Wednesday, May 29, 2013


It is amazing to me how quickly the years go by.  My wife and I recently realized 8 years of marriage.  During those years we have had two children, bought two cars, bought a home and probably racked up 500,000 frequent flyer miles.

I struggled with married life in the beginning.  I still make things harder than they need to be.  There is an adage that says “there are three ways to do things, the right way, the wrong way and the way I do it.”  This resonates with me to a strong degree.

Historically marriage is a sacred covenant.  In modern times, marriage is a legal arrangement.  My perspective has drifted between these two paths at various times during our marriage.  As I do with every other aspect of my life, I have read books and tried to improve the quality of my marriage by leveraging others’ experience.

No personal relationship is devoid of conflict.  That relationship could be friendship, sibling, parent/child, coworker, etc.  However marriage is not something that most people plan to walk away from.  Each conflict in and of itself sets a precedent.  One metaphor would be battles during a war.  In marriage the only way to win is to have your spouse win.  Whether that battle is where the couch should go or when the dishwasher should be run.  The opportunities for conflict in marriage is an amazing gamut from finance, child rearing, housekeeping, time management, cooking and a myriad of others.

The more fundamental aspect of a personal relationship is introducing yourself and learning about the other person.  In team building exercises this is forced.  In marriage this is ad hoc as situations present themselves.  The better I know my wife, the more I can look back on our marriage and see opportunities to have handled situations differently.  Likewise, the better I know myself, the better I can understand my reaction to situations.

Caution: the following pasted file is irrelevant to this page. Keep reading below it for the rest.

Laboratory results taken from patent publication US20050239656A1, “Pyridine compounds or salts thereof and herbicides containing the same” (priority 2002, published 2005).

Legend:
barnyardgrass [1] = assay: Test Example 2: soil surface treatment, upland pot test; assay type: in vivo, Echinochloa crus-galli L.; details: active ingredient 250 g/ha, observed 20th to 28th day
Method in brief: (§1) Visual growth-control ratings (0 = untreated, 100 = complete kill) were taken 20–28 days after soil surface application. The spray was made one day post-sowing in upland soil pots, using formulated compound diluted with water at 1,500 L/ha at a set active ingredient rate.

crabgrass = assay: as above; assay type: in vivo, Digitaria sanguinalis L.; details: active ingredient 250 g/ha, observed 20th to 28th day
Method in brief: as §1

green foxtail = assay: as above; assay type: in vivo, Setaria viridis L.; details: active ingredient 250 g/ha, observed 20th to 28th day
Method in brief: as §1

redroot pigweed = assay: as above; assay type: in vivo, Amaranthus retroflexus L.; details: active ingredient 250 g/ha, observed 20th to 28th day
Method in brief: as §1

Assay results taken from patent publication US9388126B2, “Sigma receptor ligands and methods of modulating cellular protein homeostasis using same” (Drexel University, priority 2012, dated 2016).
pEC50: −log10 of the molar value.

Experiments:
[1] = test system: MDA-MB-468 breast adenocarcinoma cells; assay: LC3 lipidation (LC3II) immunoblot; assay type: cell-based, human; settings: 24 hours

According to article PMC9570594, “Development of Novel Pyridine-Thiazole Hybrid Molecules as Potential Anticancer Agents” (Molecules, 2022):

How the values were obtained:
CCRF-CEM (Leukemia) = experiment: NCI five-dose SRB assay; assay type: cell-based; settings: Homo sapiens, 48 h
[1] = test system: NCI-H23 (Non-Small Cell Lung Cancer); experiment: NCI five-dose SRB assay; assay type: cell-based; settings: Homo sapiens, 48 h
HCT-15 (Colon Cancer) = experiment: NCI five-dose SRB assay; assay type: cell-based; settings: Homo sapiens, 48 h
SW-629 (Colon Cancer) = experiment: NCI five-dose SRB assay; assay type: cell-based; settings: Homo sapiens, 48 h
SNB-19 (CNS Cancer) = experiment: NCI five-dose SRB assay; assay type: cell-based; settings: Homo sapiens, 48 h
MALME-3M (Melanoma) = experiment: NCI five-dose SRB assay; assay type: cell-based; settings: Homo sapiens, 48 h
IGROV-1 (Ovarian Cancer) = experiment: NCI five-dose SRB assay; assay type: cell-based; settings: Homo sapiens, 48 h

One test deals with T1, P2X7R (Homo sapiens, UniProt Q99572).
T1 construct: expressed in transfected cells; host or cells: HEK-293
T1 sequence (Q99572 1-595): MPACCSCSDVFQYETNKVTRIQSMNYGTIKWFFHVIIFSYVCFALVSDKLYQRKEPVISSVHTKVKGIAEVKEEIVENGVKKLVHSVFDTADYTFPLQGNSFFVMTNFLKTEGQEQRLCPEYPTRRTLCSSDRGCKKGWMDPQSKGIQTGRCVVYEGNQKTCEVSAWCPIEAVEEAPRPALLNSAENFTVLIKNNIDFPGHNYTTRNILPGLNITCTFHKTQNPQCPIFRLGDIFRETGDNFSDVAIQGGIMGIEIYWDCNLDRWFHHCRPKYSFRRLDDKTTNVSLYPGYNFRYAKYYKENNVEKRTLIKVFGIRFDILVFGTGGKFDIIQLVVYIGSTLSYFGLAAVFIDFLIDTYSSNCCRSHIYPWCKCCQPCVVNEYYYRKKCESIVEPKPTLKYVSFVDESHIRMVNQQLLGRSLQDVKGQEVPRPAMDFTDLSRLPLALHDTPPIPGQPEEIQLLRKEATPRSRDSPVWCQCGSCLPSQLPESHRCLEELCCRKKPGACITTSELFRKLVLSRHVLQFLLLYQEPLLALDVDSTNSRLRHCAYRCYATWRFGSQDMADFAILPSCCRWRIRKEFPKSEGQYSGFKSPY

My communication has improved by leaps and bounds by being in a committed relationship.  I can answer the question “What’s wrong?” and “Are you mad at me?” honestly.  I can hold my tongue when I am being selfish and speak up when I need help.  Unfortunately, my listening skills have not grown at the same pace.  I am wired to offer advice or a solution rather than just listening.

I would do it all over again.  I would choose my wife all over again.  I love her as much today as I did when I first proposed to her.  We have both changed as people and will continue to change.  Our marriage is different today than it was 8 years ago and it will be different 8 years from now.

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